Most historians agree that the oldest recorded organized system of martial arts belongs to the Greek art called Pankration. The word Pankration translates into “all powers.” In 648 B.C.E., Pankration was officially entered into the Olympic Games, almost a century after the founding of the Olympics in ancient Greece. Prior to that, in approximately 350 B.C.E. the famous Philosopher, Plato, wrote about a martial art type “war dance” in a passage from Laws. Some historians argue that the Indian vajramushti system is the oldest system. However, Pankration and Plato’s writings predate the Indian statues depicting temple guards in poses similar to those used in latter day fighting arts. To add more controversy to the debate, archaeologists have unearthed a series of Babylonian plaques depicting figures in fighting stances using counter-blocking techniques. These plaques date back more than 5,000 years. This suggests that there was possibly a systemized method of unarmed fighting around the fertile crest in Mesopotamia. Perhaps this system moved eastward to India and then on further to China. How martial arts developed or progressed in-between the time of the Olympics and the sixth century A.D. is not well documented. The most popular account of what happened next in the evolution of the martial arts claims that in the sixth century A.D. Bodhidarma (the founder of what is now called Zen) traveled from India, across the Himalayas, to China. He ended up in the famous Shaolin Temple where it is believed that he introduced a system of 18 martial arts movements (known as the 18 hands of Lohan or muscle/tendon classic) to the monks. Bodhidarma died at the Shaolin Temple in 539 A.D. at the age of 57. Once again, some historians dispute aspects of the Bodhidarma account. Some historians like to point out that there are Chinese military manuals and documents dated from 206 B.C.E. to 220 A.D. that prove Han Emperors actively funded the study and refinement of the martial arts far beyond any of the known fighting systems in India during that time. In any account, few people try and dispute the fact that the most significant transformation in martial arts evolution took place under the roof of the Shaolin Temple. The Shaolin monks took the original movements that Bodhidarma showed them and evolved it into the Shaolin 5 Animals Styles (Tiger, Leopard, Dragon, Snake, & Crane). The monastery flourished for over a thousand years and through further development, accredited to Shaolin monks Gok Yuen, Lee Sau and Bak Juk Fung , the 18 Hands of Lohan (Lohan means a disciple of Buddha) was increased to 170 movements. In 1644 A.D. the Manchurians from Mongolia invaded China and overthrew the Ming Dynasty and set up the Ching Dynasty (1644-1911). Legend tells of 108 Shaolin monks defeating 10,000 Manchurians in a single afternoon. The monks began teaching martial arts for the first time outside of the temple walls to eager Chinese who were willing to fight the Manchurian rule. This helped start the spread and development of the martial arts heritage that many styles still practice to this day. Shortly after that, in 1647, the Shaolin monks were asked by Emperor K`ang-His to assist his troops in defeating the invading hordes attacking China’s eastern borders. The monks put together an army and were successful in thwarting the invasion. After witnessing the monks fighting prowess court officials convinced the emperor that he should disband the force of the fighting monks because they could be a threat to the throne. Eventually the emperor gave the order to destroy the temple. Aided by a renegade monk the emperors armies gained secret passage into the temple and all but 128 of the monks were killed. The temple was burned and the 128 surviving monks were hunted down and killed. Five monks escaped across the yellow river. Those surviving five monks vowed to set up their own monasteries as centers for resistance against the Ching Dynasty and went on to form the first triad secret society (Chinese equivalent to the Italian Mafia). They continued to spread the fighting arts of the Shaolin. Thanks to the cultivation of the martial arts in the Shaolin Temple we now have a deep and rich history of training that can be traced back over a thousand years. There are said to be over 300 distinct forms of Kung Fu taught in China today. Many of those systems still adhere to strict vows of secrecy and some systems are only taught to family members or full blooded Chinese. The majority of the popular systems taught publicly today can trace their arts beginnings back to the Shaolin Temple.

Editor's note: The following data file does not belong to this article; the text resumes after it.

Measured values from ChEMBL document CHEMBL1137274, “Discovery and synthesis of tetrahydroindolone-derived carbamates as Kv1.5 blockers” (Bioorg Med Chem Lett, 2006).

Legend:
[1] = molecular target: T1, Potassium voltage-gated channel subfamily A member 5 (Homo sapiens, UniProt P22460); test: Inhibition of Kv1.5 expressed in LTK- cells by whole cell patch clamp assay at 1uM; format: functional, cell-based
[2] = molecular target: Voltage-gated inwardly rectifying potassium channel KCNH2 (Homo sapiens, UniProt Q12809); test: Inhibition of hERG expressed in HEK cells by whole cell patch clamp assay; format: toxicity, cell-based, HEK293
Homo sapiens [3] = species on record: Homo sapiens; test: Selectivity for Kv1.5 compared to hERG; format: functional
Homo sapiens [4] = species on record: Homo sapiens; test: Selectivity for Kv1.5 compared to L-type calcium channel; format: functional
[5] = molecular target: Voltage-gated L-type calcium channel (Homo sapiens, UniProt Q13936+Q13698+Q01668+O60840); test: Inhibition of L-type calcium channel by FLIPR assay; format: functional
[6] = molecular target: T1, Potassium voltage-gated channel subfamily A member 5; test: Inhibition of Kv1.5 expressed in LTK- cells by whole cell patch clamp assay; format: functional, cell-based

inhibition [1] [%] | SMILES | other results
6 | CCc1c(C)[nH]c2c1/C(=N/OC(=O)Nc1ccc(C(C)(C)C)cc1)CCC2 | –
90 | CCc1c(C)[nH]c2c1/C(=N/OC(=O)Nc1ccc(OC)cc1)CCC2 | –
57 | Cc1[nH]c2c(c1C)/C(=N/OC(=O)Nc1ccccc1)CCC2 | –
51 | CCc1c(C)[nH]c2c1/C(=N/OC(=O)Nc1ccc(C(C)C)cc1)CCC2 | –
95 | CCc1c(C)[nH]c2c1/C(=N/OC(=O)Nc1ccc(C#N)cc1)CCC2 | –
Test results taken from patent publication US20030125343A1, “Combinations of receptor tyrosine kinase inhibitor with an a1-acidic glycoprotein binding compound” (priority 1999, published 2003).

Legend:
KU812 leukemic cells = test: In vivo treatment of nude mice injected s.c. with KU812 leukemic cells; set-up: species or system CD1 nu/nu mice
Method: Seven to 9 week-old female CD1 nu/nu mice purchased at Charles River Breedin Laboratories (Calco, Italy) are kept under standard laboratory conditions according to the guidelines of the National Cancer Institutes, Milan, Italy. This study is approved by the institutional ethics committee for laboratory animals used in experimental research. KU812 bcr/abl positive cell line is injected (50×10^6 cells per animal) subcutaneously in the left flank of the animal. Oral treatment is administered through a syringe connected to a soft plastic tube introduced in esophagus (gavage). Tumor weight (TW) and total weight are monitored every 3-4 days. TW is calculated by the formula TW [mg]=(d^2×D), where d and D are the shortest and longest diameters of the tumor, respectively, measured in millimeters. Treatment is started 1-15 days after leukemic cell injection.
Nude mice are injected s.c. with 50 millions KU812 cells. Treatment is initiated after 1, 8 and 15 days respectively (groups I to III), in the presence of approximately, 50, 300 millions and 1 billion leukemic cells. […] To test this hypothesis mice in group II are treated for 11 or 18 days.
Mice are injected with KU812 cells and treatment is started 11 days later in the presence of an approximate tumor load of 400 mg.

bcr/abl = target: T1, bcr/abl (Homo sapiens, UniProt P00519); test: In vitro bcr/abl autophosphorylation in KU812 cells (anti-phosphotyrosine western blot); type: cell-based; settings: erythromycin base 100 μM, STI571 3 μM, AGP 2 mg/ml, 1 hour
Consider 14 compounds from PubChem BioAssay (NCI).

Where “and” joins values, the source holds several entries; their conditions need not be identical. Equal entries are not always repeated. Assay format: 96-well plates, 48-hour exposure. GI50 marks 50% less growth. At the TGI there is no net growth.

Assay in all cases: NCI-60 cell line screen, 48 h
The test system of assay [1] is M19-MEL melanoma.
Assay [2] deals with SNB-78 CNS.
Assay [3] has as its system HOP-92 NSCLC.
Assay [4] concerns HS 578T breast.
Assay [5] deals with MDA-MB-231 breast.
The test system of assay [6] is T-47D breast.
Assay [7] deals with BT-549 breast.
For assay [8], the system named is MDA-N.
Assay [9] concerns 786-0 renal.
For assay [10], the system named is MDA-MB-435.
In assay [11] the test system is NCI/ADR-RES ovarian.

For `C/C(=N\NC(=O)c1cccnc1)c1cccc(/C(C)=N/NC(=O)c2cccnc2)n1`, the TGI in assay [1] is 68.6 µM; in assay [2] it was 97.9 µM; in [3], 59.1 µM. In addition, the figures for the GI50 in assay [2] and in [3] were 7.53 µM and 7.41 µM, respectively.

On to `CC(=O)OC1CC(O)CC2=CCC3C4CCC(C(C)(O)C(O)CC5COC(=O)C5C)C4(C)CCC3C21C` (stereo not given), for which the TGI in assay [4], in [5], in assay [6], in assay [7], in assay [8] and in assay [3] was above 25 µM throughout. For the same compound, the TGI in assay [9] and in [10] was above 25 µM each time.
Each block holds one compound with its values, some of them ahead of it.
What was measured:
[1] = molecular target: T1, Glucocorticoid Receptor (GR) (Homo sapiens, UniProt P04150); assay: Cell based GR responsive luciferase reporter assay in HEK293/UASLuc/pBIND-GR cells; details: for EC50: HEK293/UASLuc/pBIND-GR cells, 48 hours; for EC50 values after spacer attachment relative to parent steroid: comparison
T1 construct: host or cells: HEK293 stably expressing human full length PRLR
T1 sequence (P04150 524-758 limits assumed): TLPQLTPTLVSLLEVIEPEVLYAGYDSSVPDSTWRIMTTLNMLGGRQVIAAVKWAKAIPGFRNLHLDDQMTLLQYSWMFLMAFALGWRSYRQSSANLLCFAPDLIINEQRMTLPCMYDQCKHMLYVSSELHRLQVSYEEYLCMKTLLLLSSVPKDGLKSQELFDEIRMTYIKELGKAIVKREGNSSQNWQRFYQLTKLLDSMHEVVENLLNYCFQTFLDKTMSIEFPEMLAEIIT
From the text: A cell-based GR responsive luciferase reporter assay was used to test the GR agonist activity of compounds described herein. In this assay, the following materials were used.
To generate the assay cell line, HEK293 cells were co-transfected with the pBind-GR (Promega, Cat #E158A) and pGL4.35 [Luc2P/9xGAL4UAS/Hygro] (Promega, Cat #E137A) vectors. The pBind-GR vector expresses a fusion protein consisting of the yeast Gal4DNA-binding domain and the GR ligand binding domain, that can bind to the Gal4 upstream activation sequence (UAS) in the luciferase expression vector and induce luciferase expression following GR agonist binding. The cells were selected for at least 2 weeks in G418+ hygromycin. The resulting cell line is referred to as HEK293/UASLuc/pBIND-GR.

BRUCE LEE’S CONTRIBUTION TO THE MODERN MARTIAL ARTS